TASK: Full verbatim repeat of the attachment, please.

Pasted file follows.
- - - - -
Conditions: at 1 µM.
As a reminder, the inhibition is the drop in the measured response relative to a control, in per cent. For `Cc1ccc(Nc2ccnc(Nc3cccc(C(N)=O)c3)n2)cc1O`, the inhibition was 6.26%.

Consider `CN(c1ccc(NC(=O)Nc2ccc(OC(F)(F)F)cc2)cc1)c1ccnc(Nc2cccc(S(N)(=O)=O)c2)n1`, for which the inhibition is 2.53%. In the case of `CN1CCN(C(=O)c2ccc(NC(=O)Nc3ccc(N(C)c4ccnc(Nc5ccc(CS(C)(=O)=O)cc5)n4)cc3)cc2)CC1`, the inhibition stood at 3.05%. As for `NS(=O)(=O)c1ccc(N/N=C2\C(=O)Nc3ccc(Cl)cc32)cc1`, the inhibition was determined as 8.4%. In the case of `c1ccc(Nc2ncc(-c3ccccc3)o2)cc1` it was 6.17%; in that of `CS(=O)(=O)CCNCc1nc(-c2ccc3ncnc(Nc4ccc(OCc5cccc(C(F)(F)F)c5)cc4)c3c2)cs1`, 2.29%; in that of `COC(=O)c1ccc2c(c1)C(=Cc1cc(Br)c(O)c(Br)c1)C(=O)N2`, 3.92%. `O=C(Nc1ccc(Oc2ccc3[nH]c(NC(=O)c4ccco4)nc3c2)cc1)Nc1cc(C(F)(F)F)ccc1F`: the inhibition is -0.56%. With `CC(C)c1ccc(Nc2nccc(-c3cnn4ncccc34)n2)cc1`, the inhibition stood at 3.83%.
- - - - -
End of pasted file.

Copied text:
Conditions: at 1 µM.
As a reminder, the inhibition is the drop in the measured response relative to a control, in per cent. For `Cc1ccc(Nc2ccnc(Nc3cccc(C(N)=O)c3)n2)cc1O`, the inhibition was 6.26%.

Consider `CN(c1ccc(NC(=O)Nc2ccc(OC(F)(F)F)cc2)cc1)c1ccnc(Nc2cccc(S(N)(=O)=O)c2)n1`, for which the inhibition is 2.53%. In the case of `CN1CCN(C(=O)c2ccc(NC(=O)Nc3ccc(N(C)c4ccnc(Nc5ccc(CS(C)(=O)=O)cc5)n4)cc3)cc2)CC1`, the inhibition stood at 3.05%. As for `NS(=O)(=O)c1ccc(N/N=C2\C(=O)Nc3ccc(Cl)cc32)cc1`, the inhibition was determined as 8.4%. In the case of `c1ccc(Nc2ncc(-c3ccccc3)o2)cc1` it was 6.17%; in that of `CS(=O)(=O)CCNCc1nc(-c2ccc3ncnc(Nc4ccc(OCc5cccc(C(F)(F)F)c5)cc4)c3c2)cs1`, 2.29%; in that of `COC(=O)c1ccc2c(c1)C(=Cc1cc(Br)c(O)c(Br)c1)C(=O)N2`, 3.92%. `O=C(Nc1ccc(Oc2ccc3[nH]c(NC(=O)c4ccco4)nc3c2)cc1)Nc1cc(C(F)(F)F)ccc1F`: the inhibition is -0.56%. With `CC(C)c1ccc(Nc2nccc(-c3cnn4ncccc34)n2)cc1`, the inhibition stood at 3.83%.